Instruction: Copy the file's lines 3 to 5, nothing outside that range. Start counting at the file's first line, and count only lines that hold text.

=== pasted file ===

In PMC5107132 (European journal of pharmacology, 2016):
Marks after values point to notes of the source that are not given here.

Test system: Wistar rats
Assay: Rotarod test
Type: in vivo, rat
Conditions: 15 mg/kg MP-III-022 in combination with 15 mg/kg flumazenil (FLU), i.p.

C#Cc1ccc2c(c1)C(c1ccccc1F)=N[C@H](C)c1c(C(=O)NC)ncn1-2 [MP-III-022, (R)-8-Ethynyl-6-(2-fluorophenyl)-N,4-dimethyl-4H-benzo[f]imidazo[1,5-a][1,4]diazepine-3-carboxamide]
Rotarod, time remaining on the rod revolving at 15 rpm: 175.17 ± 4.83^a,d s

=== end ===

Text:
Test system: Wistar rats
Assay: Rotarod test
Type: in vivo, rat